Ancestral Roofs

"In Praise of Older Buildings"

Saturday, February 2, 2013

Row row row

Welsh House, Ferguson at Mary
This is the Welsh/Hodgson House built c. 1857 in Picton Ontario. It sits at the corner of Ferguson and Mary Streets, a house often overlooked due to the grand (and recently expanded) Queen Anne style mansion on the corner opposite.

But this house is unique. It is built in a brick laying style called 'rowlock bond'.  In early building (as opposed to today's which is most often brick veneer)  bricks were usually laid in one of two bonds - common, or the more costly and impressive Flemish bond.

Common bond was laid in rows - 6 or 7 rows of stretchers (the long side), then a row of headers (you got it, the end bit), reaching back to attach to whatever is behind...guess that's why we talk about 'bond'. Flemish bond is the alternating placement of headers and stretchers within each row. It took more time, so was more costly (although with wages as they were, the difference wouldn't seem prohibitive to us today). Often Flemish bond is on the important front of a building (because the Victorians were all about appearances - who does that make you think of?) and common bond on the sides and back.

So...back to rowlock bond, which is what I'm on about today.

Rowlock bond consisted of laying the brick on its narrow edge, perhaps to make the bricks 'go further'. Stretchers and headers still alternated. Rowlock bond characterizes early brick building only - the later bricks with frogs, or indents, wouldn't have been suitable (although I have seen a photo of one in Baysville).

So the bricks look...bigger. Rowlock always makes me think of those 'second teeth' that kids grow before the size of their face catches up...big teeth.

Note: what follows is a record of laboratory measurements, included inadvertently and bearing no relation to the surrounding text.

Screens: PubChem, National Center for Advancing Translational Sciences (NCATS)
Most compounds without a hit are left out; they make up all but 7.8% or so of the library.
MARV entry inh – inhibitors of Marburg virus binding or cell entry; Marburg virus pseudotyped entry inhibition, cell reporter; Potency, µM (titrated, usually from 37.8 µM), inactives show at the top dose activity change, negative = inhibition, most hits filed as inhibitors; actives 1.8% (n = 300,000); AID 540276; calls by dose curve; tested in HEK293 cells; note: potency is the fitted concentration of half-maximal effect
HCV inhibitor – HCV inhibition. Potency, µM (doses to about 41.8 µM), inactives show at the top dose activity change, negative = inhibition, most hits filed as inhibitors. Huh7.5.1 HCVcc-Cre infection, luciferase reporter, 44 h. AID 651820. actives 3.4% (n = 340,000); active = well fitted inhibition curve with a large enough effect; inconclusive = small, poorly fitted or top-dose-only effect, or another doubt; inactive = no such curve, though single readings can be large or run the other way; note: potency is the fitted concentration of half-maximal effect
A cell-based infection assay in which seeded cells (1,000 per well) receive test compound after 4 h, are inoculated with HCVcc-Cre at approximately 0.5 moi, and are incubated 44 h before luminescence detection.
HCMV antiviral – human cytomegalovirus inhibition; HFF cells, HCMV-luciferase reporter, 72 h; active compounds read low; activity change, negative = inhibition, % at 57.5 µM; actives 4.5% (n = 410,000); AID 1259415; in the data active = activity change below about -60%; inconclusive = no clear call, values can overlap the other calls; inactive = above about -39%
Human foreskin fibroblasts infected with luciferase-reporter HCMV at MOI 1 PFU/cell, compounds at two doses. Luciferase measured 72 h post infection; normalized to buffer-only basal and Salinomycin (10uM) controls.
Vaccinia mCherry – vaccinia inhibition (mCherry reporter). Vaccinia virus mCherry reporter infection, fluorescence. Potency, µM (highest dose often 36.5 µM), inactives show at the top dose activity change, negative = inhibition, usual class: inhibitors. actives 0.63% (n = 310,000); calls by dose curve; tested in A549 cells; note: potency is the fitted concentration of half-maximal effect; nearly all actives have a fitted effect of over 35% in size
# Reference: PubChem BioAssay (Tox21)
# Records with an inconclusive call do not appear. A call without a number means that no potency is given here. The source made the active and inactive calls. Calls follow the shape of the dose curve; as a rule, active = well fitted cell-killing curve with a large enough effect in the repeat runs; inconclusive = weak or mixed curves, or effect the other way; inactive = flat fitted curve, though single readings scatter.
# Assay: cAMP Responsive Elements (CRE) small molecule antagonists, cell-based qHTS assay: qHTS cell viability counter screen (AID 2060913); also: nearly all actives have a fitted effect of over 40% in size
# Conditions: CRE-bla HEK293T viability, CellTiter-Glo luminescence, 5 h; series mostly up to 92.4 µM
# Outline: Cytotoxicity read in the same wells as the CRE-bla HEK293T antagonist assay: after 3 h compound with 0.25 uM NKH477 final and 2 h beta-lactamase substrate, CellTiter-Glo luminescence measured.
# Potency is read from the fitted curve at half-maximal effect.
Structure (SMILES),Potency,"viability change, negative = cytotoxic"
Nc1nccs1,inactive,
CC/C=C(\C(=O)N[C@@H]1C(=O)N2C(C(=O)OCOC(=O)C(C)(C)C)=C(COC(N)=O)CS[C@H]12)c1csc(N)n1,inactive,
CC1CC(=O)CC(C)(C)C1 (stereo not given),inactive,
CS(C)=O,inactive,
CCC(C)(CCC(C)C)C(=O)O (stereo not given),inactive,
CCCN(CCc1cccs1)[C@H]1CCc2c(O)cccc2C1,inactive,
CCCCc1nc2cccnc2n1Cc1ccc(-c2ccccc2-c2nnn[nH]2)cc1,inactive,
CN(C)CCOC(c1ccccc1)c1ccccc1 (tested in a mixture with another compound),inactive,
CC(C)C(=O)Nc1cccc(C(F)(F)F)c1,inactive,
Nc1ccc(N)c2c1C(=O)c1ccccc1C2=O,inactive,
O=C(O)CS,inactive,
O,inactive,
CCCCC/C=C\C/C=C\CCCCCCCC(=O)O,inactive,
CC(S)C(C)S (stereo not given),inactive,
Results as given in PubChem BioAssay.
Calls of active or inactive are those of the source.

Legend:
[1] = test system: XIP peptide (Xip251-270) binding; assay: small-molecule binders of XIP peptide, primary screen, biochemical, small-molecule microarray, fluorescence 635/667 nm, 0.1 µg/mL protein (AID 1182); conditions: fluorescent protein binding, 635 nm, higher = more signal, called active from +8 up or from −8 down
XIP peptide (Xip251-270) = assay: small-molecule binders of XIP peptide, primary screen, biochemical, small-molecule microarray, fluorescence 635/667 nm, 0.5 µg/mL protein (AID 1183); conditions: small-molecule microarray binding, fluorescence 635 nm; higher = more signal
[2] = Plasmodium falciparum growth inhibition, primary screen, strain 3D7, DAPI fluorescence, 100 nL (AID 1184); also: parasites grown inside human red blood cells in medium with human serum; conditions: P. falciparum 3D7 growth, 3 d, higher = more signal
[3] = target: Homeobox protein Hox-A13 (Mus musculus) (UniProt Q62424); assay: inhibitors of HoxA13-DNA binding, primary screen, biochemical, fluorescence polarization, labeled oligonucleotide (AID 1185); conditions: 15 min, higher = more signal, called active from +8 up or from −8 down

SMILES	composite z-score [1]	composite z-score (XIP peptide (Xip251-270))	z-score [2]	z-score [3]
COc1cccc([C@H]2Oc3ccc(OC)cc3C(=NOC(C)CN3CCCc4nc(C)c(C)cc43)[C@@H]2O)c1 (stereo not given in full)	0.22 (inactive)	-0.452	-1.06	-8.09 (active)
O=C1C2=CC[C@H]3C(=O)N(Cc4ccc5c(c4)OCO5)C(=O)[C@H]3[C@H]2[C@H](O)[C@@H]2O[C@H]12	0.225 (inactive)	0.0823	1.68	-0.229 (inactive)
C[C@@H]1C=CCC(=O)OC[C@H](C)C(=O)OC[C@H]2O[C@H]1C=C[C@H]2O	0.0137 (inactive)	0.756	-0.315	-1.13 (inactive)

rowlock bond
The Picton rowlock bond houses are attributed to Robert Welsh Jr. and his mason relatives. If you want to know more about rowlock bond, consult 'The Settler's Dream' or 'Building with Wood' (etc.) by John Rempel, my building bible.

Or you could wait til summer 2013 when Orland French's new book Wind Water Barley and Wine is released. A number of us have contributed from our unique perspectives. Orland's let me ramble on a bit about early building in Prince Edward County.

In 1984, Cruikshank and Stokes stated that there were 10 rowlock bond houses still left in Picton...some in hiding under stucco or other cladding. Picton was a hotbed of rowlock bond building, although there are scattered examples in the province. One, in Port Britain, has a sweet Picton connection.

My camera and I really must get to the old town one day soon, when the sun is out and the temperature bearable. Last time I looked, there was a plain little house on the town hill, with some cladding torn off, prior to what I expected was demolition - for there be condos. But work appeared stalled...perhaps it was a nasty surprise for a developer or a delight for an old house nut, for peering out from beneath the siding was what appeared, to a distracted driver heading downhill rapidly, to be rowlock bond.

1 comment:

  1. Thanks for making this post, I really learned something here. Its kinda interesting to lay it on edge, since doing so would seem to lessen stability and strength when compared to common bond. I'd love to see a profile of one of those walls, to see if they somehow stabilized it behind the facing. Perhaps the headers tucked into another wall behind the outside one, to create a double wall. Thats common for most brickwork anyway, isn't it ???

    BTW, the link given for "picton connection" doesn;t seem to be working, unless the idea is to actually log in.....

    I was always amazed at seeing these massive houses in the mid-Atlantic states from 1720, 1730 or so, many of them in Flemish bond. Its easy to see where the money was at that time. And when you look at the historical populations, you can also see that these states flourished wrt to settlement and economic activity. Whereas the Maritimes and New England built in wood, and NY & PA did in stone(quite often), states like Md. and Vir. had no qualms about using brick.

    Speaking of building materials, here's an incredible breakdown of building materials used in NS. AS you can see it's overwhelmingly frame construction (99.4%):

    One of the rare brick houses in the province is the c.1775 Chapman H. in Flemish Bond w/ black headers. Its the oldest brick house in Canada, unless there's an older one in Quebec.: